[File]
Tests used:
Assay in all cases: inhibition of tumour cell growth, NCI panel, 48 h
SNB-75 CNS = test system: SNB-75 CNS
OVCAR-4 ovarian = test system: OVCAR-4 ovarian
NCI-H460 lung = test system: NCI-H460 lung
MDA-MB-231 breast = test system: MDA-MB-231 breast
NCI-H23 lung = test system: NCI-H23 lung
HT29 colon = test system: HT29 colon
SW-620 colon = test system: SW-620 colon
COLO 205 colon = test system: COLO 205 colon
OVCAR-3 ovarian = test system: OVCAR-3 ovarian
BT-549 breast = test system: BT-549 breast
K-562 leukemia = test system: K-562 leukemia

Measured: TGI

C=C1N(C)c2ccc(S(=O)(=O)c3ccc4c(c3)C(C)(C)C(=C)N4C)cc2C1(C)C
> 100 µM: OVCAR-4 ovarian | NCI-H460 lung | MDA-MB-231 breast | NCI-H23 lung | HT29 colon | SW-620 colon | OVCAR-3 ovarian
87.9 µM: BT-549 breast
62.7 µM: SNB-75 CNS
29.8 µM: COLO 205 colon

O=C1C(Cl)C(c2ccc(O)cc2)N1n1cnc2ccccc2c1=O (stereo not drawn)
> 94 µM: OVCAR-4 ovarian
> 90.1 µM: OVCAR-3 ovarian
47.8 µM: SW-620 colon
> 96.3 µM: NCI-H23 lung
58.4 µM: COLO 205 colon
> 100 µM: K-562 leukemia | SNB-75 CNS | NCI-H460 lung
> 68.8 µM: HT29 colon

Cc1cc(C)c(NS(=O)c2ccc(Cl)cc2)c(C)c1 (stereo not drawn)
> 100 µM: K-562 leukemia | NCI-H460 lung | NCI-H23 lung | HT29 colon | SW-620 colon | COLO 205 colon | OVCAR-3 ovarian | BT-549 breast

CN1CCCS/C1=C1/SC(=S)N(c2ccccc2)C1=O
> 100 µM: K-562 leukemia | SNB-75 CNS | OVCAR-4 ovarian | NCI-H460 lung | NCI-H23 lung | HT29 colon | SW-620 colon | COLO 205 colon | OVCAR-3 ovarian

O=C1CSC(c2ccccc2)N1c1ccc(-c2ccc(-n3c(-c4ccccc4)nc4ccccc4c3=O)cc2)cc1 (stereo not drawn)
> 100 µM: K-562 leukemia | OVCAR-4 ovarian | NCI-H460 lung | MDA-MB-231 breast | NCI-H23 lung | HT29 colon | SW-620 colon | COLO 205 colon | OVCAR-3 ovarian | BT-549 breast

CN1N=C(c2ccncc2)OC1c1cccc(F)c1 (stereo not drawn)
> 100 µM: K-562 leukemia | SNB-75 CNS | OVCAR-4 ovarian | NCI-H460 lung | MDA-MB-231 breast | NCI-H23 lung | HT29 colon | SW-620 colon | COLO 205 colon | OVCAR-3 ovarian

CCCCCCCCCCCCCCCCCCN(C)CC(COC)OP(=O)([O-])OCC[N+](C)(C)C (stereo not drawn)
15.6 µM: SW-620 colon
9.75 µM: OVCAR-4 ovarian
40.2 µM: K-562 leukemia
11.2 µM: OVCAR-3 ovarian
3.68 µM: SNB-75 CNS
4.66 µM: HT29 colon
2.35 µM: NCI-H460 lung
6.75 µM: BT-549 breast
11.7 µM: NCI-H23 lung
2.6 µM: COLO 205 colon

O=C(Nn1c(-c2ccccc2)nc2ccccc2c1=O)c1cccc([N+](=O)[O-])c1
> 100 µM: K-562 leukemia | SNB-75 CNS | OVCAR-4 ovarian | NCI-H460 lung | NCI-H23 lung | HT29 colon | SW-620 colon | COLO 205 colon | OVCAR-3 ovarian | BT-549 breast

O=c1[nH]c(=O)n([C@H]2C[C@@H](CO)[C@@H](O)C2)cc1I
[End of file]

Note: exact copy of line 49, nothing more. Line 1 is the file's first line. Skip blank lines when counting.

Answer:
O=c1[nH]c(=O)n([C@H]2C[C@@H](CO)[C@@H](O)C2)cc1I